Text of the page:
Posted by Tony from dsc04.lai-ca-1-60.rasserver.net (188.8.131.52) on Monday, September 30, 2002 at 0:38AM :
UN resolution 'open to change'
Monday September 30, 2002
Britain and the United States intensified their efforts to forge an international consensus on Iraq yesterday when they signalled their willingness to tone down a tough United Nations security council resolution.
As Russia criticised a draft Anglo-American text as "unfeasible", Jack Straw and Colin Powell spoke on the telephone twice yesterday to try to incorporate Moscow's concerns into their resolution.
Washington is expected to table the resolution at the UN in the next 48 hours, heralding what one official described as the "real" negotiations.
Tony Blair attempted yesterday to reach out to Russia, France and China, the three veto-wielding members of the UN security council, who all have grave reservations about the tough Anglo-American stance. Speaking on BBC1's Breakfast with Frost, the prime minister indicated that Britain and the US were prepared to amend their resolution when he described it as "probably not quite as definite as it might appear from some of the papers".
His remarks came after an intensive round of Anglo-American shuttle diplomacy over the weekend failed to allay the fears of the three sceptical permanent members of the security council. Iraq attempted to exploit the divisions among the "big five" powers, who call the shots at the UN, by bluntly rejecting the Anglo-American proposal over the weekend. Britain and the US want to threaten Iraq with military action if it fails to sign up to a tough new inspections regime within seven days and hand over full details of its weapons of mass destruction within 30 days if inspectors are readmitted.
As London and Washington prepared for a week of intense negotiations, Mr Straw, the foreign secretary, and Mr Powell, the US secretary of state, spoke twice by telephone yesterday to try to work out how to incorporate concerns into their resolution. But officials made clear that there could be no compromise on the core principles - the creation of a tough new inspections regime and warning that Iraq will face severe consequences if it fails to comply.
The "real" negotiations, which will begin in New York when the resolution is formally tabled before the UN, are likely to revolve around what is being described as the "trigger" for military action.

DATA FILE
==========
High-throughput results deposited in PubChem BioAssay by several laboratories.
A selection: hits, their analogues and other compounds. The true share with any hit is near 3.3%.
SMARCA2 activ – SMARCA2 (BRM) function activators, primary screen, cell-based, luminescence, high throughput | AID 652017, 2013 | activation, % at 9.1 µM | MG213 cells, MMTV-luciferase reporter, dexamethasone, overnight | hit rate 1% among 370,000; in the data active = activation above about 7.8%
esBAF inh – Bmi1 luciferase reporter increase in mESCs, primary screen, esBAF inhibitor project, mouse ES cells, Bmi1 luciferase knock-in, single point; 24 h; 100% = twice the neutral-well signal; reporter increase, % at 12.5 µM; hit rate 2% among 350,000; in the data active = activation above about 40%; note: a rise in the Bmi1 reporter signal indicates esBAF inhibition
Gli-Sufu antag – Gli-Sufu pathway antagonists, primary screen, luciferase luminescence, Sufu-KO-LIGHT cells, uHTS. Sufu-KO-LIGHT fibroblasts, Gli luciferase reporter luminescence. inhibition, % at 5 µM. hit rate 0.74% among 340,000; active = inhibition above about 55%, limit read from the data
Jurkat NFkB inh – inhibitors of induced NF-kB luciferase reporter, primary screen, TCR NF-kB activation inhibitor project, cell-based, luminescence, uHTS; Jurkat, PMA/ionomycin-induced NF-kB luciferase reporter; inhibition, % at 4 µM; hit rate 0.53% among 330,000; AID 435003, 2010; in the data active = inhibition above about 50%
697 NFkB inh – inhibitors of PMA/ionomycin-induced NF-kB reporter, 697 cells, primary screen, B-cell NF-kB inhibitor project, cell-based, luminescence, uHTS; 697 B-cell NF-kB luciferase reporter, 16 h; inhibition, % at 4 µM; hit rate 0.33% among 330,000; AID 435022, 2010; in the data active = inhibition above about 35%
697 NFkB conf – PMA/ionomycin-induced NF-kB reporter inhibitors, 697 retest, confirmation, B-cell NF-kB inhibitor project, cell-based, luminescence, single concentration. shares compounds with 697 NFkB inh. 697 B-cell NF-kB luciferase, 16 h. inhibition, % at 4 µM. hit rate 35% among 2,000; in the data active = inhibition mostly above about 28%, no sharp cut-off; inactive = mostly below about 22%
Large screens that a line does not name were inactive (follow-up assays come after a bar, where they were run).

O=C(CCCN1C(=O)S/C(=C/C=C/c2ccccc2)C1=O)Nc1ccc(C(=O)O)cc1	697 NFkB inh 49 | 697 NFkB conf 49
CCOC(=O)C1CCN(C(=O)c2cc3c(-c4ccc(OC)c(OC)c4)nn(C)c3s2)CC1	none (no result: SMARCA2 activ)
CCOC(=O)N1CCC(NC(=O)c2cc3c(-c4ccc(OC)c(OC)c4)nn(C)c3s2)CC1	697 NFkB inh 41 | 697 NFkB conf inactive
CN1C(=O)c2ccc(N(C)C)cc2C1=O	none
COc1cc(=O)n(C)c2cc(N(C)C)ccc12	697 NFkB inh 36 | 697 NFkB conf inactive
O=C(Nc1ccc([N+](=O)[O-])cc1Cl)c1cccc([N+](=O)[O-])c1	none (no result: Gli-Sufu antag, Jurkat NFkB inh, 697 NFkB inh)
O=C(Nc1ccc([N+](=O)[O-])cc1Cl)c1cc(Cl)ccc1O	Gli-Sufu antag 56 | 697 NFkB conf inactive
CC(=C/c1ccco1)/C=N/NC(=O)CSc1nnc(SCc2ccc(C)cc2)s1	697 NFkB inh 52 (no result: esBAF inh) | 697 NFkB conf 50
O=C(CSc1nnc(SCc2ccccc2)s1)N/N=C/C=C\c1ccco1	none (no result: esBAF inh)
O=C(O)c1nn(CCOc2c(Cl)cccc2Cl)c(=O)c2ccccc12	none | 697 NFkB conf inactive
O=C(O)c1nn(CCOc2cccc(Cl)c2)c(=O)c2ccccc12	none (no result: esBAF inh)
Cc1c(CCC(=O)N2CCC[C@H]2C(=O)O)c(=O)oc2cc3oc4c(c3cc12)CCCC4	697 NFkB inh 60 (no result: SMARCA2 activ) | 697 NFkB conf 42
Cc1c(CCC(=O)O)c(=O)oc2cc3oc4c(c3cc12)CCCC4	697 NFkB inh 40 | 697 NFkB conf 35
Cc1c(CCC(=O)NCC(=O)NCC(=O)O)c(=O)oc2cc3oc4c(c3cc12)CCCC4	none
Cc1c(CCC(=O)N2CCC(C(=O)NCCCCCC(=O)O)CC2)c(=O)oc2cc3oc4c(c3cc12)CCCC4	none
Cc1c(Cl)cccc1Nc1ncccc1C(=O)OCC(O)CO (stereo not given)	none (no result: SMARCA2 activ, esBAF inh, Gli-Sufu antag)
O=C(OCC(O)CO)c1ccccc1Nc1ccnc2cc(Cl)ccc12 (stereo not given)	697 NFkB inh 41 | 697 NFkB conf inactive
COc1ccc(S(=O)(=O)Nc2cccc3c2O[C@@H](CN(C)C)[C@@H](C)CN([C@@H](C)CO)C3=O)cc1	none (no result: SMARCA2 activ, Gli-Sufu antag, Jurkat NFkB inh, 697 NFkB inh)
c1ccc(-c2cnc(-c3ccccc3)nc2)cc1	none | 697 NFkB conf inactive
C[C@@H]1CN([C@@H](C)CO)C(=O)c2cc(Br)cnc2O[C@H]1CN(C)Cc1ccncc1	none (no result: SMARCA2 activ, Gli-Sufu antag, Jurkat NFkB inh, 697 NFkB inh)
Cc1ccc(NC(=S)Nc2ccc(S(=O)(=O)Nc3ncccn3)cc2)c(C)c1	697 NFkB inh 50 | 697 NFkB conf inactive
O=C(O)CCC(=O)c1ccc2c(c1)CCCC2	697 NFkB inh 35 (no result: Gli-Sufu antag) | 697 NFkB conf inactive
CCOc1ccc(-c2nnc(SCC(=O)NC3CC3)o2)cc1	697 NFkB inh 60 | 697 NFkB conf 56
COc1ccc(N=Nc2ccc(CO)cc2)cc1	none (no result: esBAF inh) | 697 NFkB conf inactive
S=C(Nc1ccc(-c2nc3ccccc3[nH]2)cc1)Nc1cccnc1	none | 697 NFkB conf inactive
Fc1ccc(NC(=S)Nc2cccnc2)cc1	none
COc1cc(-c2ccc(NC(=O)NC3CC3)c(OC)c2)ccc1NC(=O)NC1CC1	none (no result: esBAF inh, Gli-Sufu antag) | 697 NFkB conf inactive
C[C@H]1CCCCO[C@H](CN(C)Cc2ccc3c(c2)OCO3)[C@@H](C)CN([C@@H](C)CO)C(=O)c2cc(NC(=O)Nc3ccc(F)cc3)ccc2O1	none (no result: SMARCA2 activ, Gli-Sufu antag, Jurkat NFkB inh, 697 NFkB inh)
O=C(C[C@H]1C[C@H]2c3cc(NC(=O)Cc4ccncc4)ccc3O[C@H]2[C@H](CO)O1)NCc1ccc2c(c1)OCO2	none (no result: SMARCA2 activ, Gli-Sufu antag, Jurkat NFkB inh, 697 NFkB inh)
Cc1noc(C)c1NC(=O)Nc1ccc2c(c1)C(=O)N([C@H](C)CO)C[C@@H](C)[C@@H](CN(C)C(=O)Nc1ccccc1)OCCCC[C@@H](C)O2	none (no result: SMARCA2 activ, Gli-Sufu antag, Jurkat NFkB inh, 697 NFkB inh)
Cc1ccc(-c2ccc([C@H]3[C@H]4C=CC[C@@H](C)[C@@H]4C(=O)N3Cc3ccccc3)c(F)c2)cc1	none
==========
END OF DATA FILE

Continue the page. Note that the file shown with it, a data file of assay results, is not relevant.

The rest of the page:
"We want to make clear that a strong resolution will lessen the chances of non-military action because it would persuade Saddam to comply with a tough inspections regime," one official said. "Others fear that a tough resolution will make military action more likely. That is the dynamic we are negotiating over."
One official said that the three sceptics on the security council were expected to engage more constructively once the resolution is tabled. "Nobody expected Russia, China and France to spell out their bottom lines this weekend because they are saving that up for the start of the formal negotiations in New York," one official said.
Britain and the US hope to reach agreement at the UN this week. They admit that they may fail to secure a consensus, but a planned visit by Mr Blair to Moscow next week may help negotiations.
Their talks may cover the financial help that the US is likely to provide Russia if it signs up to the resolution.
Russia is concerned that a US-backed successor to Saddam Hussein may not honour Iraq's $7bn debt from the Soviet era and the lucrative oil and construction contracts held by Russian firms in Iraq.
The delay in tabling the resolution means that the chief UN weapons inspector, Hans Blix, will today meet Iraqi officials without a new UN resolution. Britain and the US fear that this may clear the way for Iraq - whose officials will take part in two days of preparatory talks in Vienna - to agree to a new inspections regime on the basis of existing UN resolutions which allow Baghdad to block access to its so called "presidential palaces".
The International Atomic Energy Agency said that the talks would merely discuss practical arrangements.
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